Neil added: “What good is it if you go back to work — you want to buy a home — you want to make a livable wage you can survive on. We don’t have livable wages here. I mean, be honest, the average person is not rich. The person is working 9 to 5 everyday. It takes two or three people to make it happen, the husband has to work, the wife has to work, the kids have to work and even the dog. I’m talking about now — 20 years ago it was different. It’s real man. This thing is very, very, very real, and you come out here to see the homeless and you know.”

Neil and Frank conferred together about when to leave to catch the bus to get a meal. While deciding, Fred pulled a vodka bottle out of his backpack and filled the slightly pink Gatorade bottle halfway.

“It’s hard to get caught up once you fall behind,” said Fred. “The GR [food stamps] makes you jump through hoops, and half the time it’s not worth it. I can understand that a little bit too though. You can’t give everybody free stuff.”

“The average person wants to earn a decent wage,” said Neil, interrupting Fred. “This thing is huge; it’s bigger than me and you.” Neil thinks that every citizen of America shouldn’t be without shelter, food or clothing, “which we don’t have.”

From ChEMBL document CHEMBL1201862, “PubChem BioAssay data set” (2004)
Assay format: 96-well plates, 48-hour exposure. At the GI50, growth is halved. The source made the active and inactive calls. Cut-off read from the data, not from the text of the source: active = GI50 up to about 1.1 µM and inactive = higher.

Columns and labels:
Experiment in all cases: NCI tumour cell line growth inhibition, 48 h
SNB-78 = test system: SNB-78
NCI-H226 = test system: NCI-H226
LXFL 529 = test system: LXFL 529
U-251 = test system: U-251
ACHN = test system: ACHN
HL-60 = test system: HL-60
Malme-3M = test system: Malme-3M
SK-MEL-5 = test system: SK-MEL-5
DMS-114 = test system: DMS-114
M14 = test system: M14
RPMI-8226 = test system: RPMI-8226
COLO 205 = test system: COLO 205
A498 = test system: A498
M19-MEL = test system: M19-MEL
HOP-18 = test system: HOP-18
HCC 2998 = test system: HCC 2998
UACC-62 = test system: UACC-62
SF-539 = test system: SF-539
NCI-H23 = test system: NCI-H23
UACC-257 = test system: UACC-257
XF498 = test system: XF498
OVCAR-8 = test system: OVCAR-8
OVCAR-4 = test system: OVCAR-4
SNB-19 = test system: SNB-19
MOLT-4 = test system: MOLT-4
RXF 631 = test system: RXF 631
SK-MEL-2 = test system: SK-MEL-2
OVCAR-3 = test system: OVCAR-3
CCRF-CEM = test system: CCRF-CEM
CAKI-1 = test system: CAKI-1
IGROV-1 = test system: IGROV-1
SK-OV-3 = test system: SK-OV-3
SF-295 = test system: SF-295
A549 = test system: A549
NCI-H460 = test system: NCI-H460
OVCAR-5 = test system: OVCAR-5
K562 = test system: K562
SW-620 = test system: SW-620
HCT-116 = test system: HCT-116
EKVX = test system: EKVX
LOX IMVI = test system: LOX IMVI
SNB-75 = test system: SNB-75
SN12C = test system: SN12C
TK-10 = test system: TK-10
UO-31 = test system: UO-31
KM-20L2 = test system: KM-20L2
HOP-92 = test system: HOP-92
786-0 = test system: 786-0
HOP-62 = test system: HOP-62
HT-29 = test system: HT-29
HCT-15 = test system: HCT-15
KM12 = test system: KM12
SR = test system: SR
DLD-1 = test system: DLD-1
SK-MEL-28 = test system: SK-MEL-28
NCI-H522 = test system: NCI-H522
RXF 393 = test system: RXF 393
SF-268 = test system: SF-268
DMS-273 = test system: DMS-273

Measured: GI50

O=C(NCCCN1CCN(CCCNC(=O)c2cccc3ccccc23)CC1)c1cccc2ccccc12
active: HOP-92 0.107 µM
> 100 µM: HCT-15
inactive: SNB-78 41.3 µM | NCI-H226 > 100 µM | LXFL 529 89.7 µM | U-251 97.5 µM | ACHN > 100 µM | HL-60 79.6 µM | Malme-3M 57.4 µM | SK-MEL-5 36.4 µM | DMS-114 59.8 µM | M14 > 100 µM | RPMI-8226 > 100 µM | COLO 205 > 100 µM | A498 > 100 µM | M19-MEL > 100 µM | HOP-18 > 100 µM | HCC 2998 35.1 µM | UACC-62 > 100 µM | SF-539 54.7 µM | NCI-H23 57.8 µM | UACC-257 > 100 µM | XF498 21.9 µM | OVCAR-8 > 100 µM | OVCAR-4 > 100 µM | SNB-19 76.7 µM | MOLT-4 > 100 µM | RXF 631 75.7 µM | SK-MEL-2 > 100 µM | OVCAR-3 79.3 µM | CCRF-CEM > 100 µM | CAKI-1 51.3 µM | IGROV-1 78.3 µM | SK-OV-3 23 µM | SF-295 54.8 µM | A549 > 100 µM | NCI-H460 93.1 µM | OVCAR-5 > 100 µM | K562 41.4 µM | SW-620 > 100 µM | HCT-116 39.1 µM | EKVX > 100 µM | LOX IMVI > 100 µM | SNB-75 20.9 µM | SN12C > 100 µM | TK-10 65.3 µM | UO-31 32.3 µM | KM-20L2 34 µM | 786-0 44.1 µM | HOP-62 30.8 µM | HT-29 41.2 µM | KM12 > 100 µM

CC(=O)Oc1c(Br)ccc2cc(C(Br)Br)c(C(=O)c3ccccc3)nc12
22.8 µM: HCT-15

“I’m homeless and I built homes,” said Fred. “I’m a hard worker, I framed a house. I feel proud about that shit because you know a lot of stuff I did out there nobody can do.”

Both Fred and Neil eat meals at different churches and missions, but some days they don’t eat at all.

“For me, straight up truth, the reason I don’t eat sometimes is because I drink so much alcohol,” Fred said. “The more I drink, the more I don’t eat. I can’t even believe I’m telling you that, but you want an honest report — there it is. For me I drink a lot and then I hit the wall. I’m like dead to the world.